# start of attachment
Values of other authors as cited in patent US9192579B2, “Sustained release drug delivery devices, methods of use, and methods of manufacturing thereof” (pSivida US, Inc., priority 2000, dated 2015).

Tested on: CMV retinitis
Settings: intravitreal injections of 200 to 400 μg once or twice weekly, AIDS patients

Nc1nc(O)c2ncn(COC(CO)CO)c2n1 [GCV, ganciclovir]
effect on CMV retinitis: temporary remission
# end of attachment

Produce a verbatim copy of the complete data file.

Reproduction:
Values of other authors as cited in patent US9192579B2, “Sustained release drug delivery devices, methods of use, and methods of manufacturing thereof” (pSivida US, Inc., priority 2000, dated 2015).

Tested on: CMV retinitis
Settings: intravitreal injections of 200 to 400 μg once or twice weekly, AIDS patients

Nc1nc(O)c2ncn(COC(CO)CO)c2n1 [GCV, ganciclovir]
effect on CMV retinitis: temporary remission